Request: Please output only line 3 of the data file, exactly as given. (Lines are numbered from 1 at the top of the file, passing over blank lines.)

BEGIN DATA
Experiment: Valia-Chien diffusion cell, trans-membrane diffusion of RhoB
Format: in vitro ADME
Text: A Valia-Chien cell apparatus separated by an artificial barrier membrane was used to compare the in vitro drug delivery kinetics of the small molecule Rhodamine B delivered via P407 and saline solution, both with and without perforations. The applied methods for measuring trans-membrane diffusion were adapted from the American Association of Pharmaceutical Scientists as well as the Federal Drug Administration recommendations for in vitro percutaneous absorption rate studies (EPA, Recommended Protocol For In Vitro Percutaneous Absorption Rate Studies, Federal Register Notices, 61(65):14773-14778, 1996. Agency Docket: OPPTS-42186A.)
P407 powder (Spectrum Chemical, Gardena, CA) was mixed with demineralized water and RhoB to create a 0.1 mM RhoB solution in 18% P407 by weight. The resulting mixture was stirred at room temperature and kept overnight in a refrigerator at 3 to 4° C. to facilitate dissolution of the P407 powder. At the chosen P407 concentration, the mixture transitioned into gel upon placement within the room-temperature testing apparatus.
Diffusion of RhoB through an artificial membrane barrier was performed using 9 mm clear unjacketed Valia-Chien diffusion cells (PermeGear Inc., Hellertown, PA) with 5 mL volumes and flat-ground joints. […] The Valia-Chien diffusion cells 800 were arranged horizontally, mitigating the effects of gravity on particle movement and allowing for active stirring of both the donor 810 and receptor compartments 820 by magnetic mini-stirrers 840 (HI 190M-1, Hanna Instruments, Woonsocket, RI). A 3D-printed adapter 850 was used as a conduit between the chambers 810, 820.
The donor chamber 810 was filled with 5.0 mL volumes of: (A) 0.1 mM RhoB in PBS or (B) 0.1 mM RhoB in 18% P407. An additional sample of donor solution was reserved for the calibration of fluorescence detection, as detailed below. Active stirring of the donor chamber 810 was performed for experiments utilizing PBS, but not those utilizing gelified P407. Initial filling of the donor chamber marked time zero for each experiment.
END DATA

Text: A Valia-Chien cell apparatus separated by an artificial barrier membrane was used to compare the in vitro drug delivery kinetics of the small molecule Rhodamine B delivered via P407 and saline solution, both with and without perforations. The applied methods for measuring trans-membrane diffusion were adapted from the American Association of Pharmaceutical Scientists as well as the Federal Drug Administration recommendations for in vitro percutaneous absorption rate studies (EPA, Recommended Protocol For In Vitro Percutaneous Absorption Rate Studies, Federal Register Notices, 61(65):14773-14778, 1996. Agency Docket: OPPTS-42186A.)